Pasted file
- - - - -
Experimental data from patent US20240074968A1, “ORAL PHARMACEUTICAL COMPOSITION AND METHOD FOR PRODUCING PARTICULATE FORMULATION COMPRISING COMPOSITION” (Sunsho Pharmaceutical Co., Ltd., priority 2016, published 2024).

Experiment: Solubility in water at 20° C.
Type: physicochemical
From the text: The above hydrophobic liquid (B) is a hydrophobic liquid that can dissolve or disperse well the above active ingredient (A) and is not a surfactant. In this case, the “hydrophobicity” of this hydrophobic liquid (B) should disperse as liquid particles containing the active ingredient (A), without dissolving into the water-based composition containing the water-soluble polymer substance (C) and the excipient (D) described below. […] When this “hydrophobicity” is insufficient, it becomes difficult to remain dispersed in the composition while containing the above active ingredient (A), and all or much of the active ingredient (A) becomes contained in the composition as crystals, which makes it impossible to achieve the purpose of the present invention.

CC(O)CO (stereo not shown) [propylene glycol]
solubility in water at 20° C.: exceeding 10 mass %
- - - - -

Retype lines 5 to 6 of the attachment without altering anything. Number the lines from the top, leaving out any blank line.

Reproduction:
CC(O)CO (stereo not shown) [propylene glycol]
solubility in water at 20° C.: exceeding 10 mass %